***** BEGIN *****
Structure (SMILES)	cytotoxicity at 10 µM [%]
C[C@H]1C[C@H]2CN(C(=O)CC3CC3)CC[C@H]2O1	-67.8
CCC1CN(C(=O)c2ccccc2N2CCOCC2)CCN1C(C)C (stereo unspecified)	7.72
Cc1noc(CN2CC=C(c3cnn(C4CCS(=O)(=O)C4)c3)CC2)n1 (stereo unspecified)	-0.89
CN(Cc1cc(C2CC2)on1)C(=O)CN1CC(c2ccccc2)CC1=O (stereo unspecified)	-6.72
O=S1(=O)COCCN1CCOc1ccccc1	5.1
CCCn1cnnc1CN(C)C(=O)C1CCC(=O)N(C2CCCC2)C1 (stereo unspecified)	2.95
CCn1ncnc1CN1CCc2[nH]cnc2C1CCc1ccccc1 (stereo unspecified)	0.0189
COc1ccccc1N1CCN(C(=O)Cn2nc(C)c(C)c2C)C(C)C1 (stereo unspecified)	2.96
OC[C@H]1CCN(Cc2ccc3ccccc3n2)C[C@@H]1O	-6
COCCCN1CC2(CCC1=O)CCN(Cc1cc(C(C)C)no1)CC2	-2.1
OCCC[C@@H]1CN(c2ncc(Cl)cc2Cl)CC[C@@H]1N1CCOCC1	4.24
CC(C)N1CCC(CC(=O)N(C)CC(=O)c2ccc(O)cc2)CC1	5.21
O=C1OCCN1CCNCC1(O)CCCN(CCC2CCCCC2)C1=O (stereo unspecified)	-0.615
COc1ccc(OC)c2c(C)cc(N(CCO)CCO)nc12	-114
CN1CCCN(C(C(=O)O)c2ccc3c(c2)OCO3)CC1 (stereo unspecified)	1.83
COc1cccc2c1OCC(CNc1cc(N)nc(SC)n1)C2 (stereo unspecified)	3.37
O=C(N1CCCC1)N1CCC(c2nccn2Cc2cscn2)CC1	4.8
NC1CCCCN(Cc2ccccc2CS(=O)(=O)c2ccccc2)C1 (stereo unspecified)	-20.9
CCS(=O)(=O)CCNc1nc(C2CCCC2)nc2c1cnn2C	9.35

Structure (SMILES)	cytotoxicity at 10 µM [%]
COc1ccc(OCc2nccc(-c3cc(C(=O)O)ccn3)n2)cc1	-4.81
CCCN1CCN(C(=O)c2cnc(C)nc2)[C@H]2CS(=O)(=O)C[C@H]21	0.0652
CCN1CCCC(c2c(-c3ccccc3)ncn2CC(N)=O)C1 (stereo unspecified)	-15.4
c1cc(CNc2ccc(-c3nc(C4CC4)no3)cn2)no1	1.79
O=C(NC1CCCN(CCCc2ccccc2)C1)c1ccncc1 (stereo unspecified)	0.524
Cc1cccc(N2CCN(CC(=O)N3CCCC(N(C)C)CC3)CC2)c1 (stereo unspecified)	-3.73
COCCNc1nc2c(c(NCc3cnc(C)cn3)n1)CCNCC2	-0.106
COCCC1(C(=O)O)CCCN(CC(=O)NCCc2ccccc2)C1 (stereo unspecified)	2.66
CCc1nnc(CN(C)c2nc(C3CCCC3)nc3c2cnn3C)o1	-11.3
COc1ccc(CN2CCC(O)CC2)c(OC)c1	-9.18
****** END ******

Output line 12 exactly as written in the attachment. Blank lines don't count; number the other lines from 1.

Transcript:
OCCC[C@@H]1CN(c2ncc(Cl)cc2Cl)CC[C@@H]1N1CCOCC1	4.24